<> on August 9, 2011 in Washington, DC. Mark Wilson

All eyes on Wall Street are on the Fed this week as the governors convene for their monthly meeting. Another hike in the Fed's benchmark interest rates is presumed to be in the offing, despite a narrowing of the spread between yields of long and short term bonds continues to narrow. When short-term rates exceed those with longer terms, that's considered a reliable indicator of recession, at least in normal times. Are these times, however, normal? The Wall Street Journal reports:

The Fed seems all but certain to raise its target range on overnight rates by a quarter point for the second time this year on Wednesday. There is a good chance it ups its estimate for total rate increases for 2018 from three to four.

The Fed’s last set of projections, in March, showed that policy makers on balance expected to raise rates three times. But nearly half of them reckoned on four rate increases, and the unemployment rate has since fallen from 4.2% to 3.8%, which is where policy makers thought it would be at end the year. Inflation has gotten a bit warmer.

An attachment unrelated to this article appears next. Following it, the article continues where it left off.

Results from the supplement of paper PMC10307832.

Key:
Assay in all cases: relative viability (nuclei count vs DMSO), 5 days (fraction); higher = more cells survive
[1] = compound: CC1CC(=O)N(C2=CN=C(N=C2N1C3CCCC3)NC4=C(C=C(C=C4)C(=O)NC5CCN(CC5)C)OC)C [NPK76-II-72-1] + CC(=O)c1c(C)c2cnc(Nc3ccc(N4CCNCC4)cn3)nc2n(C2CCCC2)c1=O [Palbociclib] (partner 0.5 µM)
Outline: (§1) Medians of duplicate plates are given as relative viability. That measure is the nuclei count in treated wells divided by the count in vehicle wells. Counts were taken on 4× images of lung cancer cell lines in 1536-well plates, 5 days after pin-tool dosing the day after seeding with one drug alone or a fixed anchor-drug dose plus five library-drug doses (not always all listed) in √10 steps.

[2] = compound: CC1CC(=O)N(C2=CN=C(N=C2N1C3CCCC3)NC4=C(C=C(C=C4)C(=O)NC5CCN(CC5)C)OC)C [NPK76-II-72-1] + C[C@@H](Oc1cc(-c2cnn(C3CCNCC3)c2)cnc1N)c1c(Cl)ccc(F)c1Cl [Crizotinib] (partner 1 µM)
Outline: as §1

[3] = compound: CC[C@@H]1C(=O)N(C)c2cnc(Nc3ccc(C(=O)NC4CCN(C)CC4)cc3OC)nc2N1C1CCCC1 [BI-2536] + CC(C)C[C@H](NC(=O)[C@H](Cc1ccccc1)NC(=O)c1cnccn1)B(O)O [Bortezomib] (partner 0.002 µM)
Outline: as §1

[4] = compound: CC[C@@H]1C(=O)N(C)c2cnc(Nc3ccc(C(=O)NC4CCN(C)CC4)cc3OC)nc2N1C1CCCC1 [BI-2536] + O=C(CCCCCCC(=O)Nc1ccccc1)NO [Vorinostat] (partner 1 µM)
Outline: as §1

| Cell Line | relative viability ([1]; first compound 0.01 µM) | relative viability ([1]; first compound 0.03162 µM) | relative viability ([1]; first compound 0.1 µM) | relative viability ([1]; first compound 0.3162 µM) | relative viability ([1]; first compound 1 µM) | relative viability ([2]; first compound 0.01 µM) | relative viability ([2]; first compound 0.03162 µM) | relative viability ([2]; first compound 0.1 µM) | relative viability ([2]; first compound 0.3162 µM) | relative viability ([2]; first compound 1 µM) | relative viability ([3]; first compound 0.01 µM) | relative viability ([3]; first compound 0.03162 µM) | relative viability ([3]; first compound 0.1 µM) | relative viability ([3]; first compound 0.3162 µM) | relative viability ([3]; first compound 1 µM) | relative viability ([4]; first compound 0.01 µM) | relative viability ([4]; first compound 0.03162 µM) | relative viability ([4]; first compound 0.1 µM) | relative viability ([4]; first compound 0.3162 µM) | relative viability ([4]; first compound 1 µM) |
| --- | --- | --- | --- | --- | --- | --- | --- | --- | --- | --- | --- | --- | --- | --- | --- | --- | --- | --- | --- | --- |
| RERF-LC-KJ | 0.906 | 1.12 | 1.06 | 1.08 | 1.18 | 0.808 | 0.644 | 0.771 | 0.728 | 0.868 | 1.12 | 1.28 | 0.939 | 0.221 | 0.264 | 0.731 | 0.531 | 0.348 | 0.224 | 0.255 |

The difference between three and four rate increases may not matter much to investors, who expect rates to keep rising next year. But it matters a lot for the yield curve, which is edging closer toward inverting, the situation where short-term rates are higher than long-term rates. That is a longstanding signal that a recession is coming.

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